By Stephen Downes
May 20, 2002
Pentagon Commitment Helps Advance E-Learning Standard Garden variety survey article on the Pentagon's committment to online learning. The last paragraph contains a nugget, something I've been touting for many years: "The eventual advantage is that we're going to provide a digital knowledge environment where chunks of knowledge are going to be shareable and reusable. If they exist somewhere, you will be able to find them," said the Pentagon's Parmentier. "Eventually we'll have a world where knowledge flows like water or electricity." Yes. But is anyone really thinking about the implications of this? Think: you don't have to go to the town square for water any more. What does that mean? By Ellen McCarthy, Washington Post, May 14, 2002 [Refer][Research][Reflect]
Training Becomes More Animated Maybe the empirical results will prove me wrong, but I doubt it. I just don't think that Peedy the Parrot, a 3-D talking animated character, sets the right tone for a government department training program. Leaving aside the fact that it treats viewers like Grade 2 students, let me ask this: how is it that you get a student to focus on the material by adding aminations that distract them from it? By Dibya Sarkar , FCW.Com, May 17, 2002 [Refer][Research][Reflect]
Philadelphians Jittery Over Plan to Privatize 20 Schools Much was made over Philadelphia's recent decision to assign management of dozens of schols to private contractors. What the administrators didn't count on, however, is that one of its major contractors - Edison Schools Inc. - might become suddenly and dramatically financially unstable. Now they are having second thoughts in Philadelphia as they learn, some for the first time, one of the stark realities of running public services through private contractors: public services, unlike businesses, cannot be allowed to fail. By Jacques Steinberg, New York Times, May 17, 2002 [Refer][Research][Reflect]
Web Line Art Line art is an image intended to be embedded in (and read as) text. A mathematical formula or a graph, for example, may qualify as line art. This useful article provides some basic tips on how to create compact and readable line art. By John Winn, Dartmouth College, May 20, 2002 [Refer][Research][Reflect]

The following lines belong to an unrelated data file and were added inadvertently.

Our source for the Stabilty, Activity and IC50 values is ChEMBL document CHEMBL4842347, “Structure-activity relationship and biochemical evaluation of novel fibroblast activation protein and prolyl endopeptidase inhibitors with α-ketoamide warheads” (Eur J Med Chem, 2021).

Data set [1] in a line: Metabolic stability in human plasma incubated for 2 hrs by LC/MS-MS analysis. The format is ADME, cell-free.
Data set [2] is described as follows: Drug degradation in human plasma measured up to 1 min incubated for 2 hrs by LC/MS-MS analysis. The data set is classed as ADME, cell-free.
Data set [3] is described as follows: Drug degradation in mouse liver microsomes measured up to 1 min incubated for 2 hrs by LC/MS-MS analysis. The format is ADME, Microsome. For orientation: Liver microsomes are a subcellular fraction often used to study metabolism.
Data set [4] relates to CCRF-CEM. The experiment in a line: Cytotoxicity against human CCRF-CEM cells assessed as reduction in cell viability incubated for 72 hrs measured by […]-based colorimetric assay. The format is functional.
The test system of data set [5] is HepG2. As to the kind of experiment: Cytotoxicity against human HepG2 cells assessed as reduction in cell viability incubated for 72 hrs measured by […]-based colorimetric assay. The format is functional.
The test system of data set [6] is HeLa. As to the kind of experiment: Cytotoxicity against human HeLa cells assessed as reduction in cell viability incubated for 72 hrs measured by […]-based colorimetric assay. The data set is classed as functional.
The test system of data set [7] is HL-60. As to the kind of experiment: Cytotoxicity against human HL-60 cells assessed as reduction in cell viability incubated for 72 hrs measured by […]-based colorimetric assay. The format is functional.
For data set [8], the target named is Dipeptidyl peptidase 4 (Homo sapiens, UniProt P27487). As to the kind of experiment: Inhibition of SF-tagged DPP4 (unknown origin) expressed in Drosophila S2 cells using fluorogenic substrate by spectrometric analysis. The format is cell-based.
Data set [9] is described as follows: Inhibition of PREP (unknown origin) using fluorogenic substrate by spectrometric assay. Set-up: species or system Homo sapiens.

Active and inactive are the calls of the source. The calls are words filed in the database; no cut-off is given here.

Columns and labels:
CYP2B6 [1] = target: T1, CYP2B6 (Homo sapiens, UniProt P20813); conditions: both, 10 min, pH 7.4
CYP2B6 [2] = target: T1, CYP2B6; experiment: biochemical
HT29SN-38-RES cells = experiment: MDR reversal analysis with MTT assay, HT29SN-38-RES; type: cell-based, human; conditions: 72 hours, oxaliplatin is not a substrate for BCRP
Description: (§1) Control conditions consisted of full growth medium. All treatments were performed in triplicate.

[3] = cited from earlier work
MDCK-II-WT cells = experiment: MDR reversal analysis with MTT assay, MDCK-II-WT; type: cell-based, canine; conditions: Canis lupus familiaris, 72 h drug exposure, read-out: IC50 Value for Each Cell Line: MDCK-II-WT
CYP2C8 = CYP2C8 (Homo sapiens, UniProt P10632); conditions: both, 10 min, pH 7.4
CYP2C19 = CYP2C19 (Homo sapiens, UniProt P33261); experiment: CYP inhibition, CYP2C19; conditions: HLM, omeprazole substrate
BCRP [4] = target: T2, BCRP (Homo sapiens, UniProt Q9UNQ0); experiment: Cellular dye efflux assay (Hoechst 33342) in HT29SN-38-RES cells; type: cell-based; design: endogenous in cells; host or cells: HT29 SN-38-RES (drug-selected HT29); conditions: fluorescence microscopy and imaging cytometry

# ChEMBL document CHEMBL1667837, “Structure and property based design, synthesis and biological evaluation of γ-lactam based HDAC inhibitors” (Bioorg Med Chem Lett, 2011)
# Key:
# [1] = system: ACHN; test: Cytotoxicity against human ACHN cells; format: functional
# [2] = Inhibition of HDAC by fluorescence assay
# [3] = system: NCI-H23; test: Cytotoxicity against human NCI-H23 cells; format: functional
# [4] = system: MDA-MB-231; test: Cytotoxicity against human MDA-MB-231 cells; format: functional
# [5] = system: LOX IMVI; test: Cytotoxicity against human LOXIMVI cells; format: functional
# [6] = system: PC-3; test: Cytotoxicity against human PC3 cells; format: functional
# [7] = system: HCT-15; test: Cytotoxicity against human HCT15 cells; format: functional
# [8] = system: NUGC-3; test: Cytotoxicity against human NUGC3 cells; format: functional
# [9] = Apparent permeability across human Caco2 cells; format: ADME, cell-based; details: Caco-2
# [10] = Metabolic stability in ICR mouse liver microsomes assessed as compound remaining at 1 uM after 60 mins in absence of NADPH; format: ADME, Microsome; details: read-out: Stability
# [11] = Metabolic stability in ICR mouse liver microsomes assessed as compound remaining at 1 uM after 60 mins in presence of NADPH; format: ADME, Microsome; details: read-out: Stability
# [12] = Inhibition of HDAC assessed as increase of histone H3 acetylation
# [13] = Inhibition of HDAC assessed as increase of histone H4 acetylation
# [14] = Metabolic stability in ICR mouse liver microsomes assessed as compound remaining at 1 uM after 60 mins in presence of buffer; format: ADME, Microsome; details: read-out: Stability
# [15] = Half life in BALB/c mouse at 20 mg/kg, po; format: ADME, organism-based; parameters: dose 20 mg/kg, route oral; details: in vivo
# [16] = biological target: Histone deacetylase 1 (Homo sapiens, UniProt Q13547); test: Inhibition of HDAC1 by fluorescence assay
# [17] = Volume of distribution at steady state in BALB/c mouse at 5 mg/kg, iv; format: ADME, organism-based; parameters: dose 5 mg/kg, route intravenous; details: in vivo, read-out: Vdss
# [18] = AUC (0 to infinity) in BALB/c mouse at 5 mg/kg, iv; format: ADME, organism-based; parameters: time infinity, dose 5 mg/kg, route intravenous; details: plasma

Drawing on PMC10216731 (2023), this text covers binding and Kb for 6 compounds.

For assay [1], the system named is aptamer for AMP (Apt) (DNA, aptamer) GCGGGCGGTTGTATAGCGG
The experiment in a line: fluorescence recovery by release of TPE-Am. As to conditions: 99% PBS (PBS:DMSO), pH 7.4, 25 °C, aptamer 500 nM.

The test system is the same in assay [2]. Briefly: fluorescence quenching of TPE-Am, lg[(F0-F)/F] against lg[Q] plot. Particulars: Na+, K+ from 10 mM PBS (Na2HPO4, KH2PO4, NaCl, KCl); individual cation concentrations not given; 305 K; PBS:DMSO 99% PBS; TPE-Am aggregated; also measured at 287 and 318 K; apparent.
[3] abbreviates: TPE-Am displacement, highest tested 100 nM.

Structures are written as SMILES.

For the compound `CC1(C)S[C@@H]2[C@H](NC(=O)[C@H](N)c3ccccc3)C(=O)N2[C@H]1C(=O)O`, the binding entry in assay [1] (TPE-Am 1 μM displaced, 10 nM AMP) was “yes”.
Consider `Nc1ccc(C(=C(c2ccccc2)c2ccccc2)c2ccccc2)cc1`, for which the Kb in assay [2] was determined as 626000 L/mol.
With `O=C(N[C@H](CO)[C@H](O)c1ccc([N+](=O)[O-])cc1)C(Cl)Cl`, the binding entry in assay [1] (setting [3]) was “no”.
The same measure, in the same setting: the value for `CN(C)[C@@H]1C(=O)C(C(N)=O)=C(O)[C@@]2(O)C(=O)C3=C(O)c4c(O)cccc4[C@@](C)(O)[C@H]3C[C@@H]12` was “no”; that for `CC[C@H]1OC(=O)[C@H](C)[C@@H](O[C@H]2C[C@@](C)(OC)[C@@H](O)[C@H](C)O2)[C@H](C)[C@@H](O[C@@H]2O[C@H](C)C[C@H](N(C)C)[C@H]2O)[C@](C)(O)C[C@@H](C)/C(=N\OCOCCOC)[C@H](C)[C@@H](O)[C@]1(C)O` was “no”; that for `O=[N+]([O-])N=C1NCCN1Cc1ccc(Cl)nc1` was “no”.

Constellations for Learning One of four articles in the current EDUCAUSE Review that loks at the impact of More's Law on the future of education (See http://www.educause.edu/pub/er/erm02/erm023w.asp for the others). Distributed as a monster PDF file (1.1 megabytes) this article (wisely) skips over most of the issues raised by the EDUCAUSE theme with some platitudes and gets to the heart of the matter while discussing wireless access while learning. "When is it OK to use the devices? All of the time? Facilities designers and planners need to be aware of changes in common courtesies and practices and need to provide for them." That said, there is a certain sense in which the author is out of touch with the new reality. He writes, "Facilities must allow students, especially those working in groups, to interact with each other and with their computing devices." Well sure. Of course. But it's not a question of "allowing" students, something that becomes clear when you ask the converse question: how would you stop them? By Charles Kerns, EDUCAUSE Review, May, 2002 [Refer][Research][Reflect]
Mobile Computing for Teaching and Learning at Wake Forest - What Are the Critical Infrastructure Services? Forget the audio chat that headlines this resource. Or perhaps play it in the background while you look at the wealth of materials assembled to support this discussion. Most of the discussion centered around mobile or wireless learning. In particular, the discussion introduced PocketClassroom, software developed at Wake Forest University that turns a PocketPC equipped with a wireless card into a web server, a presentation controller, and a feedback device for a classroom instructor or for any speaker making a presentation to an audience. By David G. Brown and Jay Dominick, CREN, May 16, 2002 [Refer][Research][Reflect]